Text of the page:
The old Indies of the early 2010s, (think Tim Matthews and Astha Rajvanshi) were popular enough to bring in dozens of campaigners, but also had the political connections (usually through UN Youth or debating) to have plenty of people to run for positions and organise campaigns. When those key personalities moved on, the movements they generated fizzled. The Indies were always going to be a temporary grouping; they had no party structures, no ideological underpinnings to inspire fresh recruits, there was no forward plan and no longevity. The Indies may have been just as political as everyone else, but they traded on independence to get votes from students disgusted with factions and in-fighting.
Liam Carrigan was the last of the Indies, elected to USU Board without factional backing in 2014 before later joining Groots.
2013 | NLS splits
The split in 2013 is important because it sets in motion the collapse of Labor hegemony over the SRC. Labor Left split into NLS and SLS, denting their power on campus. Harry Stratton, David Pink (pictured) and Casey Thompson split from NLS, aiming to found a Labor Left faction focused on class issues and structural exploitation rather than identity politics. Nowadays, Unity is the biggest Labor grouping, with NLS growing smaller each year and SLS pretty much a joke. They all sometimes work with or against each other.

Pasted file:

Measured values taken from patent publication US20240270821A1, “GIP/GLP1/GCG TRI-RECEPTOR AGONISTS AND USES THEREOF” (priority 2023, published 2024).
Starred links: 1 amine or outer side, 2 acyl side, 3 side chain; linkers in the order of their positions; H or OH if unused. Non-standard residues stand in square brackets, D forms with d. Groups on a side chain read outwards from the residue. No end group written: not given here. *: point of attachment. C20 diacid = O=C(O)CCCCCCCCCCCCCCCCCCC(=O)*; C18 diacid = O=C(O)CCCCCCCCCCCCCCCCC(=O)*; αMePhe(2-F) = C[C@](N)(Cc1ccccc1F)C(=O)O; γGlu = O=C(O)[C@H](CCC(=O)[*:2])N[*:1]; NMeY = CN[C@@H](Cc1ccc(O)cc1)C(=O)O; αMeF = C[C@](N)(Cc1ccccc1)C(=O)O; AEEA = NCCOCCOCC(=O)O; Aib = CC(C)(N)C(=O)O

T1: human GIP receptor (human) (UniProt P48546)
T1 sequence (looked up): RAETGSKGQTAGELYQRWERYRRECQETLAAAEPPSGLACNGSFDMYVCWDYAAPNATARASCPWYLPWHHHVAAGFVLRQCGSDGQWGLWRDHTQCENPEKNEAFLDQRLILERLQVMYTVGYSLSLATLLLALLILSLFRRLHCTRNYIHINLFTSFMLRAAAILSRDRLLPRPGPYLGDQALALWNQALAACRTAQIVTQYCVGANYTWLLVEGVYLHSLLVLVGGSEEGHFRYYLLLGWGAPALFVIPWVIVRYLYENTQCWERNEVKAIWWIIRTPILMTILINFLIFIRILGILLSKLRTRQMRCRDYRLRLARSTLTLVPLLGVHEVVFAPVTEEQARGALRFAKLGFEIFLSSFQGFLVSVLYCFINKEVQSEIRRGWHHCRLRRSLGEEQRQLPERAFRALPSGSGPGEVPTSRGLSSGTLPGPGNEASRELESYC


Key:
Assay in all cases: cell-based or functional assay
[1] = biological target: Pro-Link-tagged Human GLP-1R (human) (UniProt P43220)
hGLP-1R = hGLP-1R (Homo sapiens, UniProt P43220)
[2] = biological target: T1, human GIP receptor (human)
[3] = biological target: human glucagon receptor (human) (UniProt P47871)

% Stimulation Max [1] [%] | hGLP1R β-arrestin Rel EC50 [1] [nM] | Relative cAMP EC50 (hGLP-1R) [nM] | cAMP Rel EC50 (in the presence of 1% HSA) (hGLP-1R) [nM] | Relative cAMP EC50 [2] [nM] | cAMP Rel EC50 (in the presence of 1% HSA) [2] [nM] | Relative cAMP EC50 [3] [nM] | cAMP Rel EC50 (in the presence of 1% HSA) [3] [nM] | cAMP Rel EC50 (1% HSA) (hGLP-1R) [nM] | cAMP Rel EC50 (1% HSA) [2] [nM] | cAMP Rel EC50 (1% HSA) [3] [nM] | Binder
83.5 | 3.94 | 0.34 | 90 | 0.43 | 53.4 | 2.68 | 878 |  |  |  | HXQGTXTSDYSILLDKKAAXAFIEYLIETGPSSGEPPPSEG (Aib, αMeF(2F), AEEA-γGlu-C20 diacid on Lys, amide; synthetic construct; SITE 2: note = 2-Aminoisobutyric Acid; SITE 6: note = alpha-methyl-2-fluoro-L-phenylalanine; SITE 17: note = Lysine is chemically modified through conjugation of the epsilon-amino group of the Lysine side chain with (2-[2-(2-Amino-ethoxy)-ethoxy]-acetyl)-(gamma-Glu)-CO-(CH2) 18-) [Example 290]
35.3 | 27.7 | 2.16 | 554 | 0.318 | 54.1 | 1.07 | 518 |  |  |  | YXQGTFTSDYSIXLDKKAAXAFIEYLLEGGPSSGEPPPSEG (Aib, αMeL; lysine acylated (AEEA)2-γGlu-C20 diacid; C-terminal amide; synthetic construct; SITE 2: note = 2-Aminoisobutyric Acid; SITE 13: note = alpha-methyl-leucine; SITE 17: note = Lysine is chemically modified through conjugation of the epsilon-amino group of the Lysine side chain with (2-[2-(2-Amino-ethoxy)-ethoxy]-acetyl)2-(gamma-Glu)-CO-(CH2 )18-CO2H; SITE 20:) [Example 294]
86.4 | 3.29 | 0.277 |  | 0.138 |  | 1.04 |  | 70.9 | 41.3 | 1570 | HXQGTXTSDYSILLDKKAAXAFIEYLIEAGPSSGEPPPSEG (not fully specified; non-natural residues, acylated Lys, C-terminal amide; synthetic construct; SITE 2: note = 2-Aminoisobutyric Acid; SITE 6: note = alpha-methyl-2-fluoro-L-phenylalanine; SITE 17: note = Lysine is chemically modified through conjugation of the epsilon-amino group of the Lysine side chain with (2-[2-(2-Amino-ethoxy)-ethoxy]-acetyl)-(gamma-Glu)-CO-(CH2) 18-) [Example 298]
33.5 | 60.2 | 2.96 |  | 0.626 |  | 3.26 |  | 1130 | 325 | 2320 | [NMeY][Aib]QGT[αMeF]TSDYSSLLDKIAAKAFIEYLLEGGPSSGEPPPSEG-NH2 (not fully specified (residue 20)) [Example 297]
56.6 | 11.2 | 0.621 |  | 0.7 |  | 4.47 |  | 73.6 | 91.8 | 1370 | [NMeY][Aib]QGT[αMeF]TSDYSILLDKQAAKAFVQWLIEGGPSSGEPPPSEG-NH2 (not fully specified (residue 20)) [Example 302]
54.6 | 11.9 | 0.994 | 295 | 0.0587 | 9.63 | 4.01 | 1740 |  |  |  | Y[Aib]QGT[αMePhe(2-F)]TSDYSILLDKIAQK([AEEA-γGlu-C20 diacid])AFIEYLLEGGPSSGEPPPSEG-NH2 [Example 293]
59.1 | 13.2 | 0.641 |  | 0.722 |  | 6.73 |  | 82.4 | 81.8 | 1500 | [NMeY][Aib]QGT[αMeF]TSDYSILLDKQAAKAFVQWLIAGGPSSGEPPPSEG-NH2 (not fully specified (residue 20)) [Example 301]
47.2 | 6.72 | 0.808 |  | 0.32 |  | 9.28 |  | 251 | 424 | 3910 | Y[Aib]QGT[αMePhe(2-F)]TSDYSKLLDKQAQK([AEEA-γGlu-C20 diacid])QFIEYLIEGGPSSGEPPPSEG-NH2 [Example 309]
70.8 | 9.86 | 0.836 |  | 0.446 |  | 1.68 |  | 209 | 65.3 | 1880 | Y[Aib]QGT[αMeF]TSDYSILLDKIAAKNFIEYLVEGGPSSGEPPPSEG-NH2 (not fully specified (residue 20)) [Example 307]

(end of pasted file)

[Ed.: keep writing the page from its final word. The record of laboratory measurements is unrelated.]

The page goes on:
2016 | International students rising
To better understand the rise of international student involvement in stupol, it’s important to look to the growth of the China Development Society (CDS), a club within the USU C&S program. 2016 was a big year for international students Weihong Liang and Hengjie Sun; these operators are probably the most notable BNOCs among international students, serving respectively as SUPRA President and USU Board Director. In the quest to build their student profiles on campus, Liberal-adjacent Sun put together an executive team to run for the leadership of the Sydney University Chinese Students’ Association (SUCSA) in 2016, under the name ‘Panda for SUCSA’. Many involved at the time say that Liang was instrumental in the campaign, though Liang himself disputes these claims. Panda squared off with an establishment ticket and ran on a platform of engaging SUCSA more with domestic students. In the heated election, the USU intervened to arbitrate, scrutinising membership lists and paying closer attention than they would to a normal C&S AGM. The Panda effort failed; Liang and Sun left the society and took a group of SUCSA students with them. This group founded the CDS, and would become its core.